This requires understanding that students are not human beings that passively receive the environmental influences just like that; on the contrary, they are social agents that actively construct knowledge, attitudes, and values that are considered important to orientate their behavior.

This means that, at present, students build up their personal biographies beyond the institutionalized rules, through complex processes that allow them to set their own system of values, including values, norms, and roles that are offered by family, school, community, and media. Evidently, this process of construction varies depending on the different ages; on the first years it is focused on habits and norms, and in the teenage years it is based on the acquisition of a more complex ethical and moral reasoning.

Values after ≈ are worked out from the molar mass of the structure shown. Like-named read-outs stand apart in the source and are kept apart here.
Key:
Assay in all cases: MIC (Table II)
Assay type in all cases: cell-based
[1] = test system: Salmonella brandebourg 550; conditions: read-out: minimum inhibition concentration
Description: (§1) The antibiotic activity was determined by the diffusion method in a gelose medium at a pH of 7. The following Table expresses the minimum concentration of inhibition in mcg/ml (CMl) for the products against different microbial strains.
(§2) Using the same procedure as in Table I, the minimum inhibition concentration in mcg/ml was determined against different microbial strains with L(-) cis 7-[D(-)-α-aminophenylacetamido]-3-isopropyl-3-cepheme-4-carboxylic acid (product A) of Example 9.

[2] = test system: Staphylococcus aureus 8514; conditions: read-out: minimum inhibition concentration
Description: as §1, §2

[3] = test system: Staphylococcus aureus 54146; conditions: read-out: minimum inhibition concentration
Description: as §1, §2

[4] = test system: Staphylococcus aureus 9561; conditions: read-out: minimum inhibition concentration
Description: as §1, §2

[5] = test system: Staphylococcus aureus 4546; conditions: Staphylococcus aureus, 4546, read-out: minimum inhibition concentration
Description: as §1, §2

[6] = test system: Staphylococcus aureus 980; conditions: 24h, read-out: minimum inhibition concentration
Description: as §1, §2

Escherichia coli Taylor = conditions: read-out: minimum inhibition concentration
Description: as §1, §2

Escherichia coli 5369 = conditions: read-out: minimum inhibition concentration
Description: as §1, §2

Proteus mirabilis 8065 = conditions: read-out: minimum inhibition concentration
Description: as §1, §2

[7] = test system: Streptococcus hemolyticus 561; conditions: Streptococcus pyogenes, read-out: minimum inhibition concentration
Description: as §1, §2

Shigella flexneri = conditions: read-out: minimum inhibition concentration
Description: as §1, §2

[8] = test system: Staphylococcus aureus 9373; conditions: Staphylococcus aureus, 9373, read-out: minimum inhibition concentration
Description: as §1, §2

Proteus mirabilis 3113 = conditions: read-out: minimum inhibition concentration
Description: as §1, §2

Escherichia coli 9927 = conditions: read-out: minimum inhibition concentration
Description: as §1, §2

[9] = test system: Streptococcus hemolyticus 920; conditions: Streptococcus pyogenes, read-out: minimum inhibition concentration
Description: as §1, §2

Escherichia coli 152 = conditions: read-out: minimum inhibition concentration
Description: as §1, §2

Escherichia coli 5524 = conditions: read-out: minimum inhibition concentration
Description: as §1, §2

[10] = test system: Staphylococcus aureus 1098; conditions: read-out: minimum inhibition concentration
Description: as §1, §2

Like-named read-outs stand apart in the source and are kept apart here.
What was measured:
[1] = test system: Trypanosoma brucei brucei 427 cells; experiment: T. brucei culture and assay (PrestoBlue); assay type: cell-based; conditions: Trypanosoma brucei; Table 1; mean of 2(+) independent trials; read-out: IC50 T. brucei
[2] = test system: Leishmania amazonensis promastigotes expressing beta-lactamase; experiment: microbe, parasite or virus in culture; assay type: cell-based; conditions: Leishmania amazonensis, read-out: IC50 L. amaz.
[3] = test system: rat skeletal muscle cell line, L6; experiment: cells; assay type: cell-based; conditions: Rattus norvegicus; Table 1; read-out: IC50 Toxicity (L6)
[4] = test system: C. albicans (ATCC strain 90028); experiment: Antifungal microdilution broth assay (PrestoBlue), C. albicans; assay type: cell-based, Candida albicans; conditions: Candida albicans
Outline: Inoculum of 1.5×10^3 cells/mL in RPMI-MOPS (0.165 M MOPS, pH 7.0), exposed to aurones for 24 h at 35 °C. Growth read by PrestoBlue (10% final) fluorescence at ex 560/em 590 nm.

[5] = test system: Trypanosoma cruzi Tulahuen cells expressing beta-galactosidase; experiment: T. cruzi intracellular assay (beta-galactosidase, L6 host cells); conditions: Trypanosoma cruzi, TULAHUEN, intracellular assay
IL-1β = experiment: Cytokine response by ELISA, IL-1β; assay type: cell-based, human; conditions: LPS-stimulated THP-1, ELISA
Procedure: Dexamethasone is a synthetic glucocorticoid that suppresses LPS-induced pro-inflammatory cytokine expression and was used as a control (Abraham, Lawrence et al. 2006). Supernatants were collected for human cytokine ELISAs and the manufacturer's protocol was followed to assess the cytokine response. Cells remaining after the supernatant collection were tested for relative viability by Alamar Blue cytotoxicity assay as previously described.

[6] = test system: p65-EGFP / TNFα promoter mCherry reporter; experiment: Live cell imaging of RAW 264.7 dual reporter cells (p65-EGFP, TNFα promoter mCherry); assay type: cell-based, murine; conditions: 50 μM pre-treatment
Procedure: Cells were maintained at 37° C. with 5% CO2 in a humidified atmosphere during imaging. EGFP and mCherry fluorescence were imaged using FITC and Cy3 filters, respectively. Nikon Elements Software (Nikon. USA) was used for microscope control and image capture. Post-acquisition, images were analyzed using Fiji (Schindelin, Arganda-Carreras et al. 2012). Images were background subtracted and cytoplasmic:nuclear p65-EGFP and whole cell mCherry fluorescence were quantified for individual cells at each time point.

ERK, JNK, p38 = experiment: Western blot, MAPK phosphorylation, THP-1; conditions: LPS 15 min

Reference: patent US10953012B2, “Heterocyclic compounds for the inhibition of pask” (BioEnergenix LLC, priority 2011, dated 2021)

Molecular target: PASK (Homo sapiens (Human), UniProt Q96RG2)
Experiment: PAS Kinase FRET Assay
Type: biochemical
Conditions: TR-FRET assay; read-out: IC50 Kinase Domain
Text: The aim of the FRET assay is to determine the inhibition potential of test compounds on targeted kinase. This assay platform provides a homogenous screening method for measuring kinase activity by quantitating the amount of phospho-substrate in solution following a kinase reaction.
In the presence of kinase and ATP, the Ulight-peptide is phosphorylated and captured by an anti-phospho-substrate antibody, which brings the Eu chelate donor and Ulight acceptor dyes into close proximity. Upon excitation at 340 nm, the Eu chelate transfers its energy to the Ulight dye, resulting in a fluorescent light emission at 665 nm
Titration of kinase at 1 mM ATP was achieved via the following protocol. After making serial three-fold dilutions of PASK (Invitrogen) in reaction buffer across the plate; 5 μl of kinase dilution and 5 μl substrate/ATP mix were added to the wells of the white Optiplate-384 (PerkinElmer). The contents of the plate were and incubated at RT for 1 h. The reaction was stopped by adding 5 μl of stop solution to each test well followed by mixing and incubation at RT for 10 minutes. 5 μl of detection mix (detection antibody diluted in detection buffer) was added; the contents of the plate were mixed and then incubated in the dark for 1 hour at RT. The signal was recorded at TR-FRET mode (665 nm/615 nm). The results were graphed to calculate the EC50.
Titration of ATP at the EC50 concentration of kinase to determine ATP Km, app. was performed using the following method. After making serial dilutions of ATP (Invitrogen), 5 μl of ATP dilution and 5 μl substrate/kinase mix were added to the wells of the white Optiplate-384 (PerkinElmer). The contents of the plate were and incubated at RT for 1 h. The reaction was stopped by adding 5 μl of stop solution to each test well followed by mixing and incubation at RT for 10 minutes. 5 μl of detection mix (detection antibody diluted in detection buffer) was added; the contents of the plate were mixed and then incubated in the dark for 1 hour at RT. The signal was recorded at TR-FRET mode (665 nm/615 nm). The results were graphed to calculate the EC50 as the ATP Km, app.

Instruments to evaluate by competencies

According to Lopez and Hinojosa (2001), the evaluation of competencies is commonly made through two types of instruments of alternative assessment: observation techniques, and performance evaluation techniques. In our case teachers could perform the evaluation of the established competencies in the scenarios mainly through three observation instruments: comparison list, attitude scale, and rubric.

Here after, are presented, in an orientated mode, definitions, examples and general recommendations, to give some general guidance about the instruments that teachers could use to evaluate students’ competencies in each scenario implemented in class.

Check list